Secondly, God’s action shows itself through favorable circumstances which come about at crucial moments in history. The first lies in the choice of Esther as queen. This positive aspect does not immediately spring up in the story, because it is not until after the promulgation of Haman’s edict that Mordecai draws the queen’s attention to this favorable circumstance: “And who knows but that you have come to royal position for such a time as this?” (4:14). The second favorable circumstance presents itself with the choice of the day for the condemning edict’s expiration. The designation of the last month of the year (3:7) is more than favorable, because a maximum amount of time is thus granted to the Jews to defend themselves against the genocide.
A chain of favorable circumstances presents itself afterwards, at the story’s darkest moment–i.e. when Haman has given the order to build a gallows to hang Mordecai. We have the king’s insomnia (6:1), then the king’s recollection of Mordecai’s past services and the king’s decision to honor Mordecai (6:2-3), then Haman’s unusually early morning arrival (6 :4-5), followed by the quid pro quo regarding the royal reward (6:6-10), then, after the meal, Ahasuerus’s return to the royal gardens at the very moment when Haman is in an ambiguous position (7:8), and, finally, the news about the gibbet Haman has prepared for Mordecai’s hanging (7:9). This accumulation of unusual, exceptionally favorable circumstances happen at the story’s most crucial moment, reinforcing the conviction that God is behind all of these events. He remains the master of circumstances, and there is a reason for calling the feast which commemorates these events the feast “of lots” (Purim).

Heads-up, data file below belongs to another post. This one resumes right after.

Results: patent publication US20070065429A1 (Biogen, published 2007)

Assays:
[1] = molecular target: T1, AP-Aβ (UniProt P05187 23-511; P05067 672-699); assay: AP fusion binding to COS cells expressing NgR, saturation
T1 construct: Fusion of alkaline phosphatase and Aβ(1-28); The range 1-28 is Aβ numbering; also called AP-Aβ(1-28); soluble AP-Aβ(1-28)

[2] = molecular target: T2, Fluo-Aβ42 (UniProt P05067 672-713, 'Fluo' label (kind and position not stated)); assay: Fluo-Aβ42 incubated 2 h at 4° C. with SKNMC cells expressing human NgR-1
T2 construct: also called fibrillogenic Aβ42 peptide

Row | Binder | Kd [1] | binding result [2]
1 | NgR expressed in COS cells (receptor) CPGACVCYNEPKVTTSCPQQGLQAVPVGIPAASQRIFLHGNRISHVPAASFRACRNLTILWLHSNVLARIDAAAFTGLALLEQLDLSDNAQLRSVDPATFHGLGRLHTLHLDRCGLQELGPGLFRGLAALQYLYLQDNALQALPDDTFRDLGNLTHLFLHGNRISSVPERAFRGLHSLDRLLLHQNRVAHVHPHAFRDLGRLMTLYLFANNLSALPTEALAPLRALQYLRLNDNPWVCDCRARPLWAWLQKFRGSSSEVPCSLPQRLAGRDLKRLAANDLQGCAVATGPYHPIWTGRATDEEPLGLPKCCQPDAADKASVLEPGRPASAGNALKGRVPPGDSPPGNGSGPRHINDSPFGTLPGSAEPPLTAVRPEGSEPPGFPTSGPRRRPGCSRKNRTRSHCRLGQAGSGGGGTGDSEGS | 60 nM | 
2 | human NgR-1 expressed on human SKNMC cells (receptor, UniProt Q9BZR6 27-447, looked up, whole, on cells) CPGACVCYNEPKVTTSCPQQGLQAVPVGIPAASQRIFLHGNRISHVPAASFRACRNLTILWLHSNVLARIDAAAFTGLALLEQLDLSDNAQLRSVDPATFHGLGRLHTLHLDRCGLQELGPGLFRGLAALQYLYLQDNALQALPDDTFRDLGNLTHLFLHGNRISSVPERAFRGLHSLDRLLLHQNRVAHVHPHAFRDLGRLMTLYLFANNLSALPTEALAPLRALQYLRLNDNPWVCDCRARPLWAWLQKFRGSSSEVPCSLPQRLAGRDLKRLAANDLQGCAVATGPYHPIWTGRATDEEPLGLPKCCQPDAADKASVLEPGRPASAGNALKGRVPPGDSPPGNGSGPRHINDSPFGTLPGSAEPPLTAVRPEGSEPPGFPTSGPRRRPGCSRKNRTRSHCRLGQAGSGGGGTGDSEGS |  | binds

God is the master of events, even when fate seems unfavorable. The fact that Ahasuerus forgets to reward Mordecai just after the condemnation of the two rebellious eunuchs (2:23) would not have made Esther’s cousin very happy. And the decision of Ahasuerus’s servants to include Esther among the young women who were potential candidates to become queen must have profoundly affected the young Jewess. Yet these two negative circumstances were still used by God many years later to save Israel.
It is vital to realize that God uses both the reflected actions of the faithful as well as providential circumstances to save his people. The faithful must give their best, but that is not enough. No matter how ingenious Esther was, she could not change the situation all by herself. Exceptionally favorable circumstances were needed to support the queen’s commitment and strategy.
Human beings play a preponderant role in the plan of salvation, but their importance depends primarily on God’s will. God provides them with opportunities to serve him. If Esther had not been involved, he would have used a different means to save his people, just as Mordecai tells Esther: “For if you remain silent at this time, relief and deliverance for the Jews will arise from another place, but you and your father's family will perish.” (4:14; cf. Luke 19:40). God’s designs are always carried out. It is better to submit to God and stand on his side.
What holds true for redemption also does so for justice. God, the highest judge who guarantees exemplary and infallible justice, cannot hold the guilty innocent. This responsibility to punish is generally delegated to men, traditionally a magistrate called to exercise civil authority (Rom 13:4), but when such a person neglects his duties, God intervenes directly to judge sinners. Haman, who wanted to harm innocents and destroy them, is finally condemned by Ahasuerus for two crimes he has never committed—a just reversal of events: the one who wants to kill innocent people dies like an “innocent” (see p. 169).